KNIGHT: I think a lot of artists went through the same process during COVID. You get a lot of time to unpack stuff. Because you’re out there touring so much, you don’t really take a beat to reflect. And this was forced reflection in some way. We had planned on a little time off, but not three years.

AP: You mentioned that home recordings are on the album. Can you tell me more about that?

MILLS: There’s a lot of our parents talking throughout it. And even the intro of the record has a therapy session. The therapist recorded herself on my phone, almost like a guided meditation. I found that like four years later and it started to touch on the themes we were talking about. It felt kind of serendipitous and we ended up putting it in the beginning of the record.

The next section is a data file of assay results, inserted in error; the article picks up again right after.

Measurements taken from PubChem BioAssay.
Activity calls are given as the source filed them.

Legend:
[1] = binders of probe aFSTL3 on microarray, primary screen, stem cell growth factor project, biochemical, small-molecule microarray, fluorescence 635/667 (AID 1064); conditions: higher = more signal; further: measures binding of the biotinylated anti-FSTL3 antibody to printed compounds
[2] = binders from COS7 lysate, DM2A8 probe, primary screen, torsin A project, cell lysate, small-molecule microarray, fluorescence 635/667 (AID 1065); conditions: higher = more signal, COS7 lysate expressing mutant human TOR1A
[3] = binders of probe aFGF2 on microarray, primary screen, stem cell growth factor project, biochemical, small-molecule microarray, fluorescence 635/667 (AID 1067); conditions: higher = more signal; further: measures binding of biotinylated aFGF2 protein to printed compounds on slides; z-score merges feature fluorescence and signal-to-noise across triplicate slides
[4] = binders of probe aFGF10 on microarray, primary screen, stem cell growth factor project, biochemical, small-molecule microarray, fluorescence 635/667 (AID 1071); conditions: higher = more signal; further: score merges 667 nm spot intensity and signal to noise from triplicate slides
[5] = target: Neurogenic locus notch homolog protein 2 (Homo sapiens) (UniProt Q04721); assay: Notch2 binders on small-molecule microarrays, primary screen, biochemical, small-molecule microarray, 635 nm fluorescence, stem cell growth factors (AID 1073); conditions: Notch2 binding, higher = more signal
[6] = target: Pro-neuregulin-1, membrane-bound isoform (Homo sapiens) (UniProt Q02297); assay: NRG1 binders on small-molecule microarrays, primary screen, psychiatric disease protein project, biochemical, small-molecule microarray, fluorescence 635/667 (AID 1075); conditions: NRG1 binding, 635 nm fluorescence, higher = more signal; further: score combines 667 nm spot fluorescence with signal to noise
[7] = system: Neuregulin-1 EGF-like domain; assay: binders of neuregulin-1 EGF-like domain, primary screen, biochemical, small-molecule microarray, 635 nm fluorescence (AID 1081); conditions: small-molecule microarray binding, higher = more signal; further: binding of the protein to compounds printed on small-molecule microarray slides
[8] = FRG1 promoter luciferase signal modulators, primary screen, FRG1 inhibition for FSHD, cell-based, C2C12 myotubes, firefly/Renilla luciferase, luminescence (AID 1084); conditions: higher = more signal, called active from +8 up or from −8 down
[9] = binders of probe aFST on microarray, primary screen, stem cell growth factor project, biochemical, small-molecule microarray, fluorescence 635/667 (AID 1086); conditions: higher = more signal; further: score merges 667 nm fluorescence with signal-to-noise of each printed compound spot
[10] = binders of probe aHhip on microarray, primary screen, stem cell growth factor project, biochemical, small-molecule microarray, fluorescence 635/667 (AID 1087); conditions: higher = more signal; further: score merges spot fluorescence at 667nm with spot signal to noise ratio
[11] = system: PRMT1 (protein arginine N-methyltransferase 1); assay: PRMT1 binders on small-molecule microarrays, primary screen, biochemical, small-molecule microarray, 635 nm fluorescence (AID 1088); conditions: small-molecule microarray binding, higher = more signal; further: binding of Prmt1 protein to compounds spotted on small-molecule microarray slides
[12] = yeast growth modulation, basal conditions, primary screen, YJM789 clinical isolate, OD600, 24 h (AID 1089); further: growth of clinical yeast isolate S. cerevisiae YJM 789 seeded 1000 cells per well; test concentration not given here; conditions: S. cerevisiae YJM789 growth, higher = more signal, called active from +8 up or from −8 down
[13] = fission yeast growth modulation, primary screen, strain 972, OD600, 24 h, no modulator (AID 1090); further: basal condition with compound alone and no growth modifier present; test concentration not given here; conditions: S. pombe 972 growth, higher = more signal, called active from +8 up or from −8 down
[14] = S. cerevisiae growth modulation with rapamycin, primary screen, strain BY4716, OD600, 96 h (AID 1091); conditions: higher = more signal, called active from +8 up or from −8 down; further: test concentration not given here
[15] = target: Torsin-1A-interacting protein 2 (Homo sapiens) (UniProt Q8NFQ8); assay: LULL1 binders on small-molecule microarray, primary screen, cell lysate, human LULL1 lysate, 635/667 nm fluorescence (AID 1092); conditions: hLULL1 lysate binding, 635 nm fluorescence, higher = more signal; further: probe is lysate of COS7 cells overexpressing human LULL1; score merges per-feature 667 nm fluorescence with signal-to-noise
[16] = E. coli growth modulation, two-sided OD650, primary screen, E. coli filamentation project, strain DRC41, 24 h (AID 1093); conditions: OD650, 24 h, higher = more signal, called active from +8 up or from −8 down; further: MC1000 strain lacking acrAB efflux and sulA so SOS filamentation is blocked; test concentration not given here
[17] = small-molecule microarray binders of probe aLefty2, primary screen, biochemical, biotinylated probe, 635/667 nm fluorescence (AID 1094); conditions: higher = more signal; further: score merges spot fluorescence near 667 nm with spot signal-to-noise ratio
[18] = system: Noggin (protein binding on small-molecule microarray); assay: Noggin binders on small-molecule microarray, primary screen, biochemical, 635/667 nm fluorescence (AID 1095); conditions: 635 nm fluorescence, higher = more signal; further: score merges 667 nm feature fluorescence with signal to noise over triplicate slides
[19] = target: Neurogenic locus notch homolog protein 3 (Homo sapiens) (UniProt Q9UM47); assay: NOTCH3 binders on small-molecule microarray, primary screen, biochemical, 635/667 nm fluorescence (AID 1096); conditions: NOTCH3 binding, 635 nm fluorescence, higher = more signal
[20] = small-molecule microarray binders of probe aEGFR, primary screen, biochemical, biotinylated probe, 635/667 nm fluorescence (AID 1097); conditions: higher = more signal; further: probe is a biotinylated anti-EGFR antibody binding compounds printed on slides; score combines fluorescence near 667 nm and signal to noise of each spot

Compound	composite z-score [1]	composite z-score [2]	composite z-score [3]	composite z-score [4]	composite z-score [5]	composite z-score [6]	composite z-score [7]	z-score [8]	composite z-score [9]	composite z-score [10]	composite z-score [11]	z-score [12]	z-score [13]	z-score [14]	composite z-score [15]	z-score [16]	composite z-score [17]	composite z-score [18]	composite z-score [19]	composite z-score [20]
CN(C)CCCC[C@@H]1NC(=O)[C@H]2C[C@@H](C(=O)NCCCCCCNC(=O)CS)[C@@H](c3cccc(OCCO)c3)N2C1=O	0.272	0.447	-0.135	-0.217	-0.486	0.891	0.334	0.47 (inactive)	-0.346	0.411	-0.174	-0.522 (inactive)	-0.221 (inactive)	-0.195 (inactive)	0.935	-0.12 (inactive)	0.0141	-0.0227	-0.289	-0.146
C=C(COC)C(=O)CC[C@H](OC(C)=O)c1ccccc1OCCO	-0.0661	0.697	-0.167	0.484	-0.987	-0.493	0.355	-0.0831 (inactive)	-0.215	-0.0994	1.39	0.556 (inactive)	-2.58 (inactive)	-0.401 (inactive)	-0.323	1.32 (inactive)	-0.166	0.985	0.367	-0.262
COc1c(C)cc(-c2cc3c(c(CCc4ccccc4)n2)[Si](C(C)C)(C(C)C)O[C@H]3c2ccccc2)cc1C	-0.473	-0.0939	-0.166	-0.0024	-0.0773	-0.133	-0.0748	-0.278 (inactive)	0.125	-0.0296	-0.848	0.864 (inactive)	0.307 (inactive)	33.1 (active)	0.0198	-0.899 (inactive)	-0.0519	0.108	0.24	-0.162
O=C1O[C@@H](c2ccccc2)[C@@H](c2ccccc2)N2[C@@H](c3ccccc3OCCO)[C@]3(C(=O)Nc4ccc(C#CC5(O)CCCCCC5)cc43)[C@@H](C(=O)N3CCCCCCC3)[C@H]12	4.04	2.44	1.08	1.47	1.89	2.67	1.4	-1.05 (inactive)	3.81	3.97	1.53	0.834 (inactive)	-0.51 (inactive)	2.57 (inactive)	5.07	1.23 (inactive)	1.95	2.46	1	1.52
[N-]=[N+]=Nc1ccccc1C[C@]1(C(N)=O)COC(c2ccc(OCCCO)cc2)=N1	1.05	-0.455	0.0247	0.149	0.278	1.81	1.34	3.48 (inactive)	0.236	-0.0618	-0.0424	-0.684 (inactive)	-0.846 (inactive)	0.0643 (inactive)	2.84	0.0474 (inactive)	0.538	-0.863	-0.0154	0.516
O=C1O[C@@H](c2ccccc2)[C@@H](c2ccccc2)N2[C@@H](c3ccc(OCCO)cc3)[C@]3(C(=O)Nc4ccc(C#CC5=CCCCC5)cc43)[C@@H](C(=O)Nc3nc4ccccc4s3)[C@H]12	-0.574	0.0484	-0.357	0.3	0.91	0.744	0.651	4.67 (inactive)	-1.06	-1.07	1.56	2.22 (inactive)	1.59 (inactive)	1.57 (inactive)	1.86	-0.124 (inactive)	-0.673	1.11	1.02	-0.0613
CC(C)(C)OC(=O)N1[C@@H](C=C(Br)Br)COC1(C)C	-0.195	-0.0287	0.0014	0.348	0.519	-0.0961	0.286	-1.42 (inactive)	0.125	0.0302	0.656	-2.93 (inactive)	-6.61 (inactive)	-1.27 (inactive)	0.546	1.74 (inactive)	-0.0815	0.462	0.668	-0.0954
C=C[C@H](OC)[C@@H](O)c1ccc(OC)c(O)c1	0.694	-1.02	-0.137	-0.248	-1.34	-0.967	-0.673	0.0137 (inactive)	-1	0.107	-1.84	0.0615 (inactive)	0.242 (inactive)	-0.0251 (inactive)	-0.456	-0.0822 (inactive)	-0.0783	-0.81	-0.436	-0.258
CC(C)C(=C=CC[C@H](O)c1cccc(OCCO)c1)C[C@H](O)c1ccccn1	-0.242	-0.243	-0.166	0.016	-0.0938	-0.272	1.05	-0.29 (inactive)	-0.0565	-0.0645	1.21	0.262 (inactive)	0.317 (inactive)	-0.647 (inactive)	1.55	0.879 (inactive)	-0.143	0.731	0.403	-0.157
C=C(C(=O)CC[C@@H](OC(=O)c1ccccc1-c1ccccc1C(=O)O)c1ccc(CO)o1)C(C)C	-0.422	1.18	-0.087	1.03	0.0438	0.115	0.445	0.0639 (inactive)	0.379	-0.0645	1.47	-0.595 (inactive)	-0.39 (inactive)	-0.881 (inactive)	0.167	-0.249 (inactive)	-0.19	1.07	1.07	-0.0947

AP: What was behind your decision to pair some of these heavier themes with a more light-hearted sound?

KNIGHT: I don’t know if it’s ever really a decision. It just kind of happens in the process. You know, again, going through COVID, unpacking all that stuff, there was a sense of this collective trauma that we’ve all endured. So, definitely that seeped into it a little bit. But on the other end, we wanted this record to be something that brings people together in a celebratory fashion. So, all these different energies are intertwined in this record.

MILLS: I feel like the heaviness of thinking about your loved ones and how much they mean to you and how tough it would be to lose one of them, we think the best way to embrace that feeling and honor those people is also to have a good time with them while they’re here and to enjoy their company and to celebrate together. And I think that’s a big part of it, is we wanted to make sure that this record still felt celebratory, even though there’s heavier things talked about.

AP: Are there other samples or techniques people would be surprised to learn you used on the album?